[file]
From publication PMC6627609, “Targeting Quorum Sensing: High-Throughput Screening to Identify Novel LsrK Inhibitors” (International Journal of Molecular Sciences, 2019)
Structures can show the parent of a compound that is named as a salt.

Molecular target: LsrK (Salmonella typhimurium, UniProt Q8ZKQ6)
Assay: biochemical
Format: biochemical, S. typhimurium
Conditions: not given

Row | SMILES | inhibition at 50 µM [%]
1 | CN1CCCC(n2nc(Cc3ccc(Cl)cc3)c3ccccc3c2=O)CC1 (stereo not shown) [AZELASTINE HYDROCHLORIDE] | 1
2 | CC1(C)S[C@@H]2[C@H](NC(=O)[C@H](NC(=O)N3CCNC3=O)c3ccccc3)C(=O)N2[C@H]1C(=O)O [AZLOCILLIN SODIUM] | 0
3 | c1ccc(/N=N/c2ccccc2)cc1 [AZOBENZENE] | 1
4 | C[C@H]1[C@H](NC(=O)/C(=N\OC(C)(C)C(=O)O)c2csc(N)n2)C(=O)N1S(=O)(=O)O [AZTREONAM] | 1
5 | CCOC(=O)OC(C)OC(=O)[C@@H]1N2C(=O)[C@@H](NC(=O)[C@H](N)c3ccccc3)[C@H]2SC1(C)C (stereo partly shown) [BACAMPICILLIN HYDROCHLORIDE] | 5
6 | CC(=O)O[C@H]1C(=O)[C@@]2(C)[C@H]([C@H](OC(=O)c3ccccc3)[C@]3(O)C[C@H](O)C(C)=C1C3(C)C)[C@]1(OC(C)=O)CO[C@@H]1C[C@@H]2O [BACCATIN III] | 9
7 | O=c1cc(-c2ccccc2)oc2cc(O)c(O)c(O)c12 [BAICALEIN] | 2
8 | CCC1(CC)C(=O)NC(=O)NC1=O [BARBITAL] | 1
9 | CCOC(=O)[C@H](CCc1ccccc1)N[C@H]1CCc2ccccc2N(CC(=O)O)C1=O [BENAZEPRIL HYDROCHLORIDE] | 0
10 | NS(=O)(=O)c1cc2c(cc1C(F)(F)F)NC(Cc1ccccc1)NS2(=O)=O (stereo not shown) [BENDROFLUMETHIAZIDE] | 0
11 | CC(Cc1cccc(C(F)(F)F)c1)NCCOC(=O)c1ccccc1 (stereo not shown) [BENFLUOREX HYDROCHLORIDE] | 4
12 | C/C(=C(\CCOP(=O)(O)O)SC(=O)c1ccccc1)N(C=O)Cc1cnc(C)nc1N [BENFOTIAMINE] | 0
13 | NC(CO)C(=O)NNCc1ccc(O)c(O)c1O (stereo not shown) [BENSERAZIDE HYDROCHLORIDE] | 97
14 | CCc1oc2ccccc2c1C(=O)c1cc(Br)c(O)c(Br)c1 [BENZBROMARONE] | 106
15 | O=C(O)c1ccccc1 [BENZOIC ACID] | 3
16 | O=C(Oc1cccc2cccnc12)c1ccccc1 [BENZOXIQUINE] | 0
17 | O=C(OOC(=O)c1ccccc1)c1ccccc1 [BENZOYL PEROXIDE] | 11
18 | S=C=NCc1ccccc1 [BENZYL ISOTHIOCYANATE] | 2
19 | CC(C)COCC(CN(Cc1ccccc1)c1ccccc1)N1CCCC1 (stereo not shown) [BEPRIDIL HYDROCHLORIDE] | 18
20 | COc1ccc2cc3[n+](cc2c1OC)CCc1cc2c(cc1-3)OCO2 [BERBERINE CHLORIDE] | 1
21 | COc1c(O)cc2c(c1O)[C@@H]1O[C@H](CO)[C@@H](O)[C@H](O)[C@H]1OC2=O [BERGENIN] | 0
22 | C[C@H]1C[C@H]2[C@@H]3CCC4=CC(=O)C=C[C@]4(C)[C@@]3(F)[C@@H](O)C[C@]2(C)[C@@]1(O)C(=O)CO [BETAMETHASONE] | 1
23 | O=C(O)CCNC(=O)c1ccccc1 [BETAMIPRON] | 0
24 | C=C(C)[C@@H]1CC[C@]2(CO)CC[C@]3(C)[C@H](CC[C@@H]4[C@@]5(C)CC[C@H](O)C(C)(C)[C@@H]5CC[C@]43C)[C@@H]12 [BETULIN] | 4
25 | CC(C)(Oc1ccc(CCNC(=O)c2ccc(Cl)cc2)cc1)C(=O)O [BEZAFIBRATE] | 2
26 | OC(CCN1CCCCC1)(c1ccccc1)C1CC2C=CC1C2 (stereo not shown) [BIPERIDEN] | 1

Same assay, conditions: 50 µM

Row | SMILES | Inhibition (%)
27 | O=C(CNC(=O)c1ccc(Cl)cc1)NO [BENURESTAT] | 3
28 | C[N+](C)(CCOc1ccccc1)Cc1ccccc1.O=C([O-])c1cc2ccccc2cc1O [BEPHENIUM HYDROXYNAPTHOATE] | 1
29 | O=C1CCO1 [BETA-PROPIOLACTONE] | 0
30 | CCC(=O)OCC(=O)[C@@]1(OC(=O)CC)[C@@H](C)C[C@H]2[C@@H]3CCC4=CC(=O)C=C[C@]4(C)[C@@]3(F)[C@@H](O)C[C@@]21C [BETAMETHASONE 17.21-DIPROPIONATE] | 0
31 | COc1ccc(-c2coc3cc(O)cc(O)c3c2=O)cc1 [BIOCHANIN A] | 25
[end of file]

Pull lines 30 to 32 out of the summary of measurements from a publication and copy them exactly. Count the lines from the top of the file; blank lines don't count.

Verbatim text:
23 | O=C(O)CCNC(=O)c1ccccc1 [BETAMIPRON] | 0
24 | C=C(C)[C@@H]1CC[C@]2(CO)CC[C@]3(C)[C@H](CC[C@@H]4[C@@]5(C)CC[C@H](O)C(C)(C)[C@@H]5CC[C@]43C)[C@@H]12 [BETULIN] | 4
25 | CC(C)(Oc1ccc(CCNC(=O)c2ccc(Cl)cc2)cc1)C(=O)O [BEZAFIBRATE] | 2